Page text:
No Center of Excellence in Social – Interview with Marshall Sponder, Author of Social Media Analytics

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Andre is a Social Media Marketing and Inbound Marketing Specialist. He is a frequent blogger on social media marketing trends, technologies and events in the San Francisco Bay Area.

Article first written for, and published as No Center of Excellence in Social – Interview with Marshall Sponder, Author of Social Media Analytics on Technorati.

This month’s Social Media Analytics Summit in San Francisco was all about measurement—perhaps the most elusive and sought after subject for businesses seeking the best ways to use the latest media. Organized by Useful Social Media and Text Analytics News, the conference featured a discussion by Marshall Sponder, author of the book, Social Media Analytics.
smpieI had the pleasure to speak with Marshall and get more perspective on his thoughts about the state of social media.

“What we think we’re going to get out of social media is sometimes different,” Marshall explained.The real challenge with figuring out how to optimize social media, is the nature of social media itself. Marshall identified five key challenges to social media practice for business.

1.  No process

“Nobody seems to know how to do this right,” Marshall says. “If they are doing it well, aren’t talking about it all that much.” What this means it there’s no standardization of it all. No only are standards lacking, but sharing is missing, as well. So largely, businesses are out discovering social media on their own, and not sharing a whole lot with others.

2.  Success unidentified

As Marshall explains it, “A lot of people don’t exactly know how to do it, and what’s being put together and works well once, but can’t always be repeated.” That’s causing a lot of confusion, duplication of effort, and uncertainty. It’s all evidenced by widely attended conferences such as this one, where companies are all seated, eager to learn more about best practices and social media ROI.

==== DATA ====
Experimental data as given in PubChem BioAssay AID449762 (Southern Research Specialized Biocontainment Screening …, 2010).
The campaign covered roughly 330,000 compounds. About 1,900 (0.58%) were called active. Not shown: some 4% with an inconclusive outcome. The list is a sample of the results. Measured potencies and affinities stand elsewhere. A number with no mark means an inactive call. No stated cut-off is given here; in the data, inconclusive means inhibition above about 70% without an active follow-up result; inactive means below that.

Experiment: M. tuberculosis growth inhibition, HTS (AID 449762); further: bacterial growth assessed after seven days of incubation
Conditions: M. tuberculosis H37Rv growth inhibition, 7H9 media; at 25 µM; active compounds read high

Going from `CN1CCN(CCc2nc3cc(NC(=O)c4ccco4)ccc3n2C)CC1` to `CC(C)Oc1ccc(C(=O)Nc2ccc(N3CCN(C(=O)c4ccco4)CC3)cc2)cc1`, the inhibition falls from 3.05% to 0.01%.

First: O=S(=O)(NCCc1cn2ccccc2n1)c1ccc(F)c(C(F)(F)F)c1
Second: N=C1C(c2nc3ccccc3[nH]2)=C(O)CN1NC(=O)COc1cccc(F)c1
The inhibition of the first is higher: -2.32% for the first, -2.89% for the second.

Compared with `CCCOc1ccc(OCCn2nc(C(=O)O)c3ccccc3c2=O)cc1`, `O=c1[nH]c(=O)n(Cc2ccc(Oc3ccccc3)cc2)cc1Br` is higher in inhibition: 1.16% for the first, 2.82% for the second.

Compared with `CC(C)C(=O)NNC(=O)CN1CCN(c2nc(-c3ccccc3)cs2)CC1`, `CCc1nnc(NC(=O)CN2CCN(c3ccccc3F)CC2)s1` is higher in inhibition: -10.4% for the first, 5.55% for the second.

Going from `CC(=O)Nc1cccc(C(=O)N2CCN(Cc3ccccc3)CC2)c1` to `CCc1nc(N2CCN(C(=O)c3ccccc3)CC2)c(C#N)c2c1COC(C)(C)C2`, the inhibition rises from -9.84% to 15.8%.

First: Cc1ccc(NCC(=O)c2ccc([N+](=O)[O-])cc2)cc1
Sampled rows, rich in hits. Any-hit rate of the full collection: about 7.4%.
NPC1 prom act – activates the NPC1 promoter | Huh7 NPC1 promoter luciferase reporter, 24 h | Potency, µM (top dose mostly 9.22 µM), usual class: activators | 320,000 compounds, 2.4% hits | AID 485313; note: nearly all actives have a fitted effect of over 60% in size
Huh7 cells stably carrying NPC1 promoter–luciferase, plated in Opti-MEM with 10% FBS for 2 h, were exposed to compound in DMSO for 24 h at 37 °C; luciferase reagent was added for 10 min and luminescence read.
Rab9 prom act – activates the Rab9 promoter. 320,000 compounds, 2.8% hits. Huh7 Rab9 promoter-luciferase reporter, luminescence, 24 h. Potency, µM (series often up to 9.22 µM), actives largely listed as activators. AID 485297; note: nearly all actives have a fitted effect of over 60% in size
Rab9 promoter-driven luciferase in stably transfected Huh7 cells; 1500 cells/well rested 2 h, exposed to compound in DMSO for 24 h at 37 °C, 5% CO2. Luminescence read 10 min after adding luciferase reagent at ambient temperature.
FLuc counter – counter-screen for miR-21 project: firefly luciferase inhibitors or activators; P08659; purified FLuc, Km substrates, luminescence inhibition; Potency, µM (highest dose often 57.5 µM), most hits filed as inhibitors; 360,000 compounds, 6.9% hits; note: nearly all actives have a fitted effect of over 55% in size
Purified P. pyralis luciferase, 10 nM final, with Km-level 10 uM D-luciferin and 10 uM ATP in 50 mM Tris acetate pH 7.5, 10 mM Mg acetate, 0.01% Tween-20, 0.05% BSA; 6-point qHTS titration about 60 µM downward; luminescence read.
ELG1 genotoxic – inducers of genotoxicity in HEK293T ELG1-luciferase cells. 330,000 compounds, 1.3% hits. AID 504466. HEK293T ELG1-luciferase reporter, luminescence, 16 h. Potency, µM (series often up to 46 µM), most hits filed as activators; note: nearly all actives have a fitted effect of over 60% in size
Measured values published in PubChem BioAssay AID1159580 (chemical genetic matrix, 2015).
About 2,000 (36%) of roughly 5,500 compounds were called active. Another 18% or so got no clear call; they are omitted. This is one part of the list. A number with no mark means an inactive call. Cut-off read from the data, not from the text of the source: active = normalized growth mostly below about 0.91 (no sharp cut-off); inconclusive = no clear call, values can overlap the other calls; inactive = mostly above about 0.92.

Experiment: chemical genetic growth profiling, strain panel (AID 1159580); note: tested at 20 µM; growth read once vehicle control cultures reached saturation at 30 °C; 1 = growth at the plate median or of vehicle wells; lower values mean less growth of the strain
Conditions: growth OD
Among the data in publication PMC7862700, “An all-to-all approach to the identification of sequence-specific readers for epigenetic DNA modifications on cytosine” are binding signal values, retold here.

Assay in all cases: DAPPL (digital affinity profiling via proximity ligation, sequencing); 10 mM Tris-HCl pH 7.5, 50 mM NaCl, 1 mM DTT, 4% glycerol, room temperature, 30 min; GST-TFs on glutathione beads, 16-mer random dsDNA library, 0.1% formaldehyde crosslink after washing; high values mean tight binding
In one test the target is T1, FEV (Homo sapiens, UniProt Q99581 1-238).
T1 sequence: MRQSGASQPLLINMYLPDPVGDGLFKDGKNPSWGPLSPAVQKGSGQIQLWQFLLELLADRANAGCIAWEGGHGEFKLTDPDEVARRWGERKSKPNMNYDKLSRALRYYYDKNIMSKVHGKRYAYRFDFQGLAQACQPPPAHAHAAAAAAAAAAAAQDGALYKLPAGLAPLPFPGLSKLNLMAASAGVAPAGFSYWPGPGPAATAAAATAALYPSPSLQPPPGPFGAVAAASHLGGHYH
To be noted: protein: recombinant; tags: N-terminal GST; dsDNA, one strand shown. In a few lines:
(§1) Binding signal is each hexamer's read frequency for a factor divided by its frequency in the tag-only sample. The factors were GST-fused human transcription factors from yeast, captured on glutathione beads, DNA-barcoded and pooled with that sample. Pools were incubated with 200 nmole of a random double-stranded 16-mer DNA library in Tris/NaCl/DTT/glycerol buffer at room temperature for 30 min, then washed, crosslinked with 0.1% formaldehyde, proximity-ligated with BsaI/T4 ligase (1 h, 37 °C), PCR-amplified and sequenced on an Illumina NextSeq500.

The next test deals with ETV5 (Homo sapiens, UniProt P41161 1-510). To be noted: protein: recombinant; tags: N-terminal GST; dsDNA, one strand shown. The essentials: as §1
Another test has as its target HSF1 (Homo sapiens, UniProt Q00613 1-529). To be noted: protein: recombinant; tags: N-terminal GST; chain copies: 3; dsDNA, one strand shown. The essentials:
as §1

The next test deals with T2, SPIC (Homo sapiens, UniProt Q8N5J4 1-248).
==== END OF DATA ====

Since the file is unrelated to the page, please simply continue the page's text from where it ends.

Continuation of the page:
3.  90% unstructured

sm-dataThe type of data we as marketers and strategists normally deal with is structured, meaning we can assemble it, categorize it, and organize it. In customer relationship management systems (CRMs), for example, data is structured. We have specific pieces of information based on columns and rows in a field, such as names, roles, and addresses. Even in search data, we know when and where ads are being rendered. But with social, that structure is lacking, and that makes it difficult to manage and locate.

4.  Time consuming

Because this data is so difficult to manage and locate, it’s time consuming to assemble into actionable strategy. Getting it all into one place, and making it something a business can actually do something with isn’t something a lot of businesses are prepared to do.

5.  Hard to do / scale

The volume of unstructured data, and the time consuming nature of it can’t be resolved with mere resources, either. “You can’t just throw more people at soial. If you do, you often slow it down more,” Marshall explains. And at the same time, businesses can’t have too few resources to do nothing at all.

So what does all this mean? What do we do? Marshall gives his advice on where to start. First, as a business, scale what you’re listening for, and don’t try to do it all at once. “A lot of us are trying to listen to too much,” Marshall believes. ” We get to the point where we can’t act on anything.” He explains that the best way for business to approach social is to define and pick their area of interest. Define what you want to listen to, because much of what’s out there isn’t relevant to you. “A lot of it [social] doesn’t have meaning,” Marshall says.”A lot of it is echoed, as well.”

Get the right tools, and don’t expect them to do everything you need, because mostly, they won’t. But program them carefully to extract a finite amount of data from the social sphere. While he makes no recommendations on which social media monitoring tools for businesses to use, he does say, they each do things uniquely well.

What’s also important, and somewhat tricky, is, as he describes, to “Watch what people are doing, not just what they’re saying.” Take a step back and make sure you’re not missing social media data just because you don’t want to hear it. Keep your filters active based on what you see your customers doing outside of social media, because remember, there’s a whole other real world out there that requires monitoring, too.

2 thoughts on “No Center of Excellence in Social – Interview with Marshall Sponder, Author of Social Media Analytics

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